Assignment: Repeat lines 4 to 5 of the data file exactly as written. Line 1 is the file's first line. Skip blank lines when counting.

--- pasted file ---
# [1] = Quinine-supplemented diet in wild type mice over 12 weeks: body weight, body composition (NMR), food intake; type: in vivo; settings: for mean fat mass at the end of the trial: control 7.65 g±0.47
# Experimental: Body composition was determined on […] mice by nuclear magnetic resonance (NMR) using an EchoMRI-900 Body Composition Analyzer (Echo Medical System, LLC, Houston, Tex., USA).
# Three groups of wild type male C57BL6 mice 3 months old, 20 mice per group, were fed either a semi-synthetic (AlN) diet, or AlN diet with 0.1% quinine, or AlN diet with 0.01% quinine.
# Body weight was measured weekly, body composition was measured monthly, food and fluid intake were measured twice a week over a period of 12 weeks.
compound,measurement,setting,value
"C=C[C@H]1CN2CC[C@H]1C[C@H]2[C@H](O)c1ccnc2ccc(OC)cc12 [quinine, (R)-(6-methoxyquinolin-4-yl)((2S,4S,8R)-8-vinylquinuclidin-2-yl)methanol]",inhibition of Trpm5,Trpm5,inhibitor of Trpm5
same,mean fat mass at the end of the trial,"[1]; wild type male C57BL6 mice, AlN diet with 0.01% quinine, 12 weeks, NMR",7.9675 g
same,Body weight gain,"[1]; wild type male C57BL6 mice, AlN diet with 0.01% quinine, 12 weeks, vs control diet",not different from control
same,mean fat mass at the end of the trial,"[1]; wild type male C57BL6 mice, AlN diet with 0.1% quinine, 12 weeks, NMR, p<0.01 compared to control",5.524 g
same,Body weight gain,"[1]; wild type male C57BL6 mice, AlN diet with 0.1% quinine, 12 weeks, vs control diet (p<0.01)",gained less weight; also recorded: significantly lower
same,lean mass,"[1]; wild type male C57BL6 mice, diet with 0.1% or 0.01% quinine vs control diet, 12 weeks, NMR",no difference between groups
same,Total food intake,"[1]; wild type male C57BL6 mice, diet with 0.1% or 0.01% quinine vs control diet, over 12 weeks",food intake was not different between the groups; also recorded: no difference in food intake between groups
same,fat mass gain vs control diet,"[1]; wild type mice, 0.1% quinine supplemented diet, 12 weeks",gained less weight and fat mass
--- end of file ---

# Body weight was measured weekly, body composition was measured monthly, food and fluid intake were measured twice a week over a period of 12 weeks.
compound,measurement,setting,value